The ruling coalition led by the Liberal Democratic Party emerged victorious in the July 21 Upper House election, winning 71 seats to capture a majority of the seats contested, against the 53 seats won by opposition parties. Of the 74 electoral districts nationwide, competition between the ruling and opposition camps was the most heated in 32 constituencies that each elects a single winner in the triennial election.

The LDP spent campaign resources intensively on the races in the Tohoku region — where it ended up winning in only one constituency and losing out to the opposition in five others. The three main opposition parties tried to maximize their wins over the ruling alliance by fielding common candidates in all 32 districts there. In the end, the ruling coalition won 22 districts and lost 10 — not much different from their 21 wins and 11 losses in the last 2016 election. In the Tohoku region and Niigata Prefecture combined, the ruling parties won two districts and lost five — the same performance as three years ago.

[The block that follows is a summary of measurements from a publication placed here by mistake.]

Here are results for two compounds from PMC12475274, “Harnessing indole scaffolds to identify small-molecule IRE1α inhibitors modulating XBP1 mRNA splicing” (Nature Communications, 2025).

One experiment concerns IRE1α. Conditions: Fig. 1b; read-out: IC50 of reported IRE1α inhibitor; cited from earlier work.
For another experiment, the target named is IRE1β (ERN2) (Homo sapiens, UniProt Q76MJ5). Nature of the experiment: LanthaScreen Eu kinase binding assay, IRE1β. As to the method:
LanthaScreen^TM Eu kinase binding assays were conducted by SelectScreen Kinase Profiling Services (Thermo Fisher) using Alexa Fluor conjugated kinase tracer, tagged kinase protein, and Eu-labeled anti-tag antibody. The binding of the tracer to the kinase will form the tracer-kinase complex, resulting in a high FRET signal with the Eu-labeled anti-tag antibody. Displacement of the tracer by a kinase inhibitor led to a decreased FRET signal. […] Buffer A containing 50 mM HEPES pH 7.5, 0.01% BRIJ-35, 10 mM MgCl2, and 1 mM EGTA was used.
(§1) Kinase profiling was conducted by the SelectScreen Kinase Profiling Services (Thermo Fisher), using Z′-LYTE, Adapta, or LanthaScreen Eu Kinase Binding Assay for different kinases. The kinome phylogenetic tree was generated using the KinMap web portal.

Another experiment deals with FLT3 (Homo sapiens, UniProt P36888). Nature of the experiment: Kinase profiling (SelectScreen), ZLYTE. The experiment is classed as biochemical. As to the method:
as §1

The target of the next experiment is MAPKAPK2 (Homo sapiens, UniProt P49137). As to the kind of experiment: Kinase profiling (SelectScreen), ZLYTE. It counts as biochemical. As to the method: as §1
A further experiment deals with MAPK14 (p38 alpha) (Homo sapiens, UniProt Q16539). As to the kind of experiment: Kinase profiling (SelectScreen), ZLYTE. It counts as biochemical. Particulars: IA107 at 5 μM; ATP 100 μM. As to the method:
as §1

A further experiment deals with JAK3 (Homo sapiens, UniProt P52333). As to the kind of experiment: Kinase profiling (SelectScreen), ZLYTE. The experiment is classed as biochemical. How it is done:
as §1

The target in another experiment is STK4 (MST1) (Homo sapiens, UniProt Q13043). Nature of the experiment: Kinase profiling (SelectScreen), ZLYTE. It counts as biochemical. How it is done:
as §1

The results may come as a surprise to Japanese people. Niigata and Tohoku are agricultural regions, where farming, in particular rice farming, occupies a key position in their economy and society. In the past, these prefectures were deemed LDP strongholds.